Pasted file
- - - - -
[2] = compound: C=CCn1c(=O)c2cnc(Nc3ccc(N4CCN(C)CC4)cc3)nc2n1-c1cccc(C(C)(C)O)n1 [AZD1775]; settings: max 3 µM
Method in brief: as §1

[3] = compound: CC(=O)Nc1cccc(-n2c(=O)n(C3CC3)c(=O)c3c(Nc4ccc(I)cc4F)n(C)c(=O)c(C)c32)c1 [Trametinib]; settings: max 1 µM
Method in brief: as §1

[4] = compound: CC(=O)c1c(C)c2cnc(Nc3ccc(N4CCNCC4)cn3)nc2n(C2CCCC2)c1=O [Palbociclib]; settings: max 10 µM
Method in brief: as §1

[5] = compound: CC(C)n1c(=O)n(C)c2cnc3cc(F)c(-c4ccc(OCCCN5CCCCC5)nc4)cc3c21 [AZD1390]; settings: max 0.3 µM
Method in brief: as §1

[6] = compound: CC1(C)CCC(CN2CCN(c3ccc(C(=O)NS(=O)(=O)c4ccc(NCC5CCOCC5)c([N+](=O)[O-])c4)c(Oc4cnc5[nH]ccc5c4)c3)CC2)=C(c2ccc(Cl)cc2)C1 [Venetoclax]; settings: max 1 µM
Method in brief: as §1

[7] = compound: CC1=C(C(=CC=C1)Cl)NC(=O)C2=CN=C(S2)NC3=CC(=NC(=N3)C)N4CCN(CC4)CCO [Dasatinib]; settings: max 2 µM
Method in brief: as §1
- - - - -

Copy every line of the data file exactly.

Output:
[2] = compound: C=CCn1c(=O)c2cnc(Nc3ccc(N4CCN(C)CC4)cc3)nc2n1-c1cccc(C(C)(C)O)n1 [AZD1775]; settings: max 3 µM
Method in brief: as §1

[3] = compound: CC(=O)Nc1cccc(-n2c(=O)n(C3CC3)c(=O)c3c(Nc4ccc(I)cc4F)n(C)c(=O)c(C)c32)c1 [Trametinib]; settings: max 1 µM
Method in brief: as §1

[4] = compound: CC(=O)c1c(C)c2cnc(Nc3ccc(N4CCNCC4)cn3)nc2n(C2CCCC2)c1=O [Palbociclib]; settings: max 10 µM
Method in brief: as §1

[5] = compound: CC(C)n1c(=O)n(C)c2cnc3cc(F)c(-c4ccc(OCCCN5CCCCC5)nc4)cc3c21 [AZD1390]; settings: max 0.3 µM
Method in brief: as §1

[6] = compound: CC1(C)CCC(CN2CCN(c3ccc(C(=O)NS(=O)(=O)c4ccc(NCC5CCOCC5)c([N+](=O)[O-])c4)c(Oc4cnc5[nH]ccc5c4)c3)CC2)=C(c2ccc(Cl)cc2)C1 [Venetoclax]; settings: max 1 µM
Method in brief: as §1

[7] = compound: CC1=C(C(=CC=C1)Cl)NC(=O)C2=CN=C(S2)NC3=CC(=NC(=N3)C)N4CCN(CC4)CCO [Dasatinib]; settings: max 2 µM
Method in brief: as §1